Tektronix 2235 oscilloscope


The Tektronix 2235 is a 100 MHz dual-trace, dual-timebase portable scope.
Tektronix 2235 has two channels and delayed sweep.

This is still a pretty decent analogue oscilloscope (if you are looking for an analogue oscilloscope) with Large, Bright CRT screen. This oscilloscope has the U shaped handle that has detents which allow it to double as a stand.

Tektronix 2235 100 mhz Oscilloscope- When Only Analog will do….

The manufacturing of this scope model started around 1983 by Tektronix, Inc. In 1984 the price was $1,650 ($4,300 in 2021 dollars). It was also sold to the military under the model name AN/USM-488.

It was then advertised with features like: Tektronix 2235 ensures measurement quality and reliability while reducing instrument cost. Tek started with the innovative architecture of the 2200 Series: fewer boards, fewer mechanical parts, less cabling and electrical connectors. This approach, plus advanced circuit design and a focus on essential features, has led to a scope that is more accurate, more reliable, lighter and more serviceable-and simpler to use-than any other 100 MHz scope. Features like rugged design, light weight and easily learned front panel make the 2235 an ideal service scope.

The 2235 delivers 2% vertical and horizontal accuracy in normal operation. Accuracy of 3% or better is maintained across a wide range of environmental extremes.

This oscilloscope has 100 MHz bandwidth, which is a quite good bandwidth and also the vertical voltage goes down to 2m volt. With oscilloscopes like these, Tektronix specifies the bandwidth at the probe tip when the proper probe is used. The quoted bandwidth is given at -3dB (http://www.ens-lyon.fr/DSM/AGREG-Physique/oral/Notices/N036-003.pdf) to be (at least) 100 Mhz from 5mV to 5V/div and 90 Mhz at 2 mV/div… And it also deacreses by 10 Mhz when the ambient temperature rises above 35 degrees celsius. If you can accept some measurements errors, you can do some measurements event at higher frequencies. The 2235′s 100 MHz will cover enough above and beyond 108 MHz if you have probes that will go well above 100 MHz.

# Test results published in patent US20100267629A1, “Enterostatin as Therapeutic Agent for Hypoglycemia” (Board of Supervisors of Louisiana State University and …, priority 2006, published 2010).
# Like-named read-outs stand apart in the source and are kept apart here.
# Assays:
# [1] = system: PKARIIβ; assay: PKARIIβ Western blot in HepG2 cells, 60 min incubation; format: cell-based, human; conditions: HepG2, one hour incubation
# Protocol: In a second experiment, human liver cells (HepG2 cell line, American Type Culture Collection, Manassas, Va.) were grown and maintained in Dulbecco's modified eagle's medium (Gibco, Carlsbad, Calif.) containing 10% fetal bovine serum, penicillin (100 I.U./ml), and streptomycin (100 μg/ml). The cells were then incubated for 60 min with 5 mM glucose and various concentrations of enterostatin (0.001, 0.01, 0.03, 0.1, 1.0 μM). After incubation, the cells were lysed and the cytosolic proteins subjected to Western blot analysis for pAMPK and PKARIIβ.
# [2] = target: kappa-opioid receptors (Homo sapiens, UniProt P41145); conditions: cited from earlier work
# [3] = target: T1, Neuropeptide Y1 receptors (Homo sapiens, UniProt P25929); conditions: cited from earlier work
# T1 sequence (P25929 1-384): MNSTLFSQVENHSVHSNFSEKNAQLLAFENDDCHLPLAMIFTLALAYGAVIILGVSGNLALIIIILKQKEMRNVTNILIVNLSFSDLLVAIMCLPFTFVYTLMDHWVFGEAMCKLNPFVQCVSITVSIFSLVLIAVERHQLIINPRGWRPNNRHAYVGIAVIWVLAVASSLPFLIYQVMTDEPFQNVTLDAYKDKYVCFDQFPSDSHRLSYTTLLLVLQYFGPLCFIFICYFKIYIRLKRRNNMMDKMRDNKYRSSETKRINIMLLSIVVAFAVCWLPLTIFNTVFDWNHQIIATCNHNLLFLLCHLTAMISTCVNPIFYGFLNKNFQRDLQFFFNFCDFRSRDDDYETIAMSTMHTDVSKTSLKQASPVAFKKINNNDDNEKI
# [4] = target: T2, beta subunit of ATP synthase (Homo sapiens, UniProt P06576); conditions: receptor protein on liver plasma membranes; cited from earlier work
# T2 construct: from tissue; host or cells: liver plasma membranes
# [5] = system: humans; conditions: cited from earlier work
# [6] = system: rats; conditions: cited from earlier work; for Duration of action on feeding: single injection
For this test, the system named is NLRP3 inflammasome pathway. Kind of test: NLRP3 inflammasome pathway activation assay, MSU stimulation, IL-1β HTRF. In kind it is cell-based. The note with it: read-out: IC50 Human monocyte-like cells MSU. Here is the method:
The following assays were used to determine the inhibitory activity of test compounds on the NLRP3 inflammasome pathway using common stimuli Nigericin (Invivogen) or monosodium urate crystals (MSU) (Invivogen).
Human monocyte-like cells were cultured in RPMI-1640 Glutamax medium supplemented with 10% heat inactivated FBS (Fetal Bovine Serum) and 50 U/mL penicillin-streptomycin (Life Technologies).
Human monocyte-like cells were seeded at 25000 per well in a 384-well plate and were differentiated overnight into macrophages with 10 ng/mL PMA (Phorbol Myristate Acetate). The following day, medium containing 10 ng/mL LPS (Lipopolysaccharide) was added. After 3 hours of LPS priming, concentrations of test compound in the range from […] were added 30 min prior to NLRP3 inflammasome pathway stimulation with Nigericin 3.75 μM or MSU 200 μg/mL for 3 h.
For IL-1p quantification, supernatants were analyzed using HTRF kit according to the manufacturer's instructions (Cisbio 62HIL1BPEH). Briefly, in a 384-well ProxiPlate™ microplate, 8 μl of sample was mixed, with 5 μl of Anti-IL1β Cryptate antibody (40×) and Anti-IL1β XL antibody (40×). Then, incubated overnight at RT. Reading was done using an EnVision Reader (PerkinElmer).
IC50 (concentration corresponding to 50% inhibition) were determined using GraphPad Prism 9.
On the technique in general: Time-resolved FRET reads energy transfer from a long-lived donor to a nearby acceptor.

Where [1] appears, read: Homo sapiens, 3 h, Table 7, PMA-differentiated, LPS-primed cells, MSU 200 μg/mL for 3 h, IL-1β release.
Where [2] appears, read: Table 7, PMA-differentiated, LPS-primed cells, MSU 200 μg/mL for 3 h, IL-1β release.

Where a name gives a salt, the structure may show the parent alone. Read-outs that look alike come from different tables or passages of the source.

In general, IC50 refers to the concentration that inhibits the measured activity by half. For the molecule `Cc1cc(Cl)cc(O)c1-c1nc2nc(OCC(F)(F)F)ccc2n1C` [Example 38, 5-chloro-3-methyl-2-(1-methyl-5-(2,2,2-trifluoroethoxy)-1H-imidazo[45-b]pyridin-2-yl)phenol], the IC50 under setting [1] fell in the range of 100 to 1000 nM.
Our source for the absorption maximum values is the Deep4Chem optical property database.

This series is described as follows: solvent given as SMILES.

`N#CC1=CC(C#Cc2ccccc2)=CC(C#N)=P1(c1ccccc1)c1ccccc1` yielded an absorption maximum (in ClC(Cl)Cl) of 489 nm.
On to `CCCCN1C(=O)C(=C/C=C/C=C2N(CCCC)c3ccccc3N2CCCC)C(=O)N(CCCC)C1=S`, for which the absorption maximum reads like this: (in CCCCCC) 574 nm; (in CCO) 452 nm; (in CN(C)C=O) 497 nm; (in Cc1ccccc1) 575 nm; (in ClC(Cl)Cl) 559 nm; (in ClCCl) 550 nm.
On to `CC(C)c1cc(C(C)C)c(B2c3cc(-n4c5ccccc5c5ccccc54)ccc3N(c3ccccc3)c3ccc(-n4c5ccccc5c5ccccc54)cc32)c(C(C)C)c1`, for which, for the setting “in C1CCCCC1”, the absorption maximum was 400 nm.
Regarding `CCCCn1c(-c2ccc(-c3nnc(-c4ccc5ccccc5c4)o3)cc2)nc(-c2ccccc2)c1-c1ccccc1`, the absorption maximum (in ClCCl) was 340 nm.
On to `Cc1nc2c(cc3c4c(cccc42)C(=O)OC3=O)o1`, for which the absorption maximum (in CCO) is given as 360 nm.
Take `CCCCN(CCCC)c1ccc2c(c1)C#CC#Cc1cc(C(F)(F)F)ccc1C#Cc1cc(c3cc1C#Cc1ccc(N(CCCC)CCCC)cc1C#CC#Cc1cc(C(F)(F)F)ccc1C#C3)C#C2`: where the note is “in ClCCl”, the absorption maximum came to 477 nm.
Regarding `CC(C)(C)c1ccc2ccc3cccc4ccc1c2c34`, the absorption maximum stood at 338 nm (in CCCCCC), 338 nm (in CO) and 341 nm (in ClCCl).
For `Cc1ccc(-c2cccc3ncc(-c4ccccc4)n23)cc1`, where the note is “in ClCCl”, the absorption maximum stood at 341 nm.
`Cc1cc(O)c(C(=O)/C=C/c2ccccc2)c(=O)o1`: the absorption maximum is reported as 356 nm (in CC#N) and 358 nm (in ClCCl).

The input capacitance of this oscilloscope is around 20 pF.

You also get delayed sweep with the 2235. Delayed sweep is a technique that adds a precise amount of time between the trigger point and the beginning of the scope sweep. When the scope is being used in the sweep mode, the start of the horizontal sweep can be delayed. In some applications it can be useful, but you probably won’t end up using much.

The calibration adjustment are done with pots, that can change their position slightly due to mechanical vibrations for example. Service manual is still available on-line.


2235 Oscilloscope Operators Instruction Manual

2235 Service Manual
This manual contains information to check performance, adjust, and service the 2235 oscilloscope.

Tek Wiki 2235

Tektronix 2235 – 100Mhz Dual Trace, Dual Time Base Oscilloscope
Affordable Portables Tektronix 2200 Series Oscilloscopes 1986
Tektronix AN/USM-488 2235 Oscilloscope repair and calibration 1 of 7
Tektronix AN/USM-488 2235 Oscilloscope repair and calibration 4 of 7


Links to sources and more material:


  1. Tomi Engdahl says:

    It’s A Humble ‘Scope, But It Changed Our World

    A few years ago on a long flight across the North Atlantic, the perfect choice for a good read was iWoz, the autobiographical account of [Steve Wozniak]’s life. In it, he described his work replicating the wildly successful Pong video game and then that of designing the 8-bit Apple computers. A memorable passage involves his development of the Apple II’s color generation circuitry, which exploited some of the artifacts of the NTSC color system to produce a color display in a far simpler manner than might be expected. Now anyone seeking a connection with both Pong and the Apple II can have one of their very own if they have enough money because [Al Alcorn]’s Tektronix 465 oscilloscope is for sale. He’s the designer of the original Pong and used the instrument in its genesis, and then a few years later, he lent it to [Woz] for his work on the Apple II.

    This may be the first time Hackaday has featured something from the catalogue of a rare book specialist, but if we’re being honest, for $135,000, it’s a little beyond the reach of a Hackaday scribe. The Tek 465 was a 100 MHz dual-trace model manufactured from 1972 to the early 1980s and, in its day, would have been a very desirable instrument indeed


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